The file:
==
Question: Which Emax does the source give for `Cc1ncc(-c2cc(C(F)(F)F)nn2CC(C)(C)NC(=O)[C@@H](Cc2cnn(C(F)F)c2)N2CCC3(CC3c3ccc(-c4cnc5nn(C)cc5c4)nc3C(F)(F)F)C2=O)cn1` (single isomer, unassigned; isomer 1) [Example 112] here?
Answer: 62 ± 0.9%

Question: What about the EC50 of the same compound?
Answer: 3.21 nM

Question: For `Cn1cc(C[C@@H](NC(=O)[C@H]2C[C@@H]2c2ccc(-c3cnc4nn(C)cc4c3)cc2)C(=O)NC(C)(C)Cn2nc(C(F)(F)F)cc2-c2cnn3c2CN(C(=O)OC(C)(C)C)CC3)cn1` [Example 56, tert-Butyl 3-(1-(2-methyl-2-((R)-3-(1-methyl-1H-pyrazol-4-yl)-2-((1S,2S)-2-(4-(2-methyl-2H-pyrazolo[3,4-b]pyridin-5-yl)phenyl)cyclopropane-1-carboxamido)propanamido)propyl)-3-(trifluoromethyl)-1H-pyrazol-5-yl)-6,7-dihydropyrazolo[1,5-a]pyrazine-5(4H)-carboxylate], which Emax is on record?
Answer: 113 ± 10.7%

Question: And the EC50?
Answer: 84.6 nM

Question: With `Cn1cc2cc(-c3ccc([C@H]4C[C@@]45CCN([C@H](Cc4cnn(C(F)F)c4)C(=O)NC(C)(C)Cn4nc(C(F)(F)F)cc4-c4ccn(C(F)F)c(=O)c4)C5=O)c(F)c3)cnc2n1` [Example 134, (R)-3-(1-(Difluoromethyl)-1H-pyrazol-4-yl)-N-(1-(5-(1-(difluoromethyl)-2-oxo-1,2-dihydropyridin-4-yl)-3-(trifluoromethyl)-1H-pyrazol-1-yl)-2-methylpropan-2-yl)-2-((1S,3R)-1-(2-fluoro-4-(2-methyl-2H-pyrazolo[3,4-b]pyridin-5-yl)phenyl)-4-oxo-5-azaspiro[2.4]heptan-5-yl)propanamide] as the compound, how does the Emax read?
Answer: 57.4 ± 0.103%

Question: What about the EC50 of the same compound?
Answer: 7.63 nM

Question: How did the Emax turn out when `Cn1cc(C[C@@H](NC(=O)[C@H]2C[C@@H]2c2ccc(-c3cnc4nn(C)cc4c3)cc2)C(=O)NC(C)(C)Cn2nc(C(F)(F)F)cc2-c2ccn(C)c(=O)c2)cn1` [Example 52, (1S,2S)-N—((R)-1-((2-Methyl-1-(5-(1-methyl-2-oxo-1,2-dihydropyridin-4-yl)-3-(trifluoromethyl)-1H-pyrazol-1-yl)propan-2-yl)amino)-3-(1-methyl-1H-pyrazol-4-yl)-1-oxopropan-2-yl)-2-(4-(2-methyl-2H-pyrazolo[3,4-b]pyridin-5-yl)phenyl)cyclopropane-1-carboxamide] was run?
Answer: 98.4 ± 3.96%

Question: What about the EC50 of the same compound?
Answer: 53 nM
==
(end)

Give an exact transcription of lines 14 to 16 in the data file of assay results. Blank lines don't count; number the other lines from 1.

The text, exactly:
Answer: 98.4 ± 3.96%

Question: What about the EC50 of the same compound?
Answer: 53 nM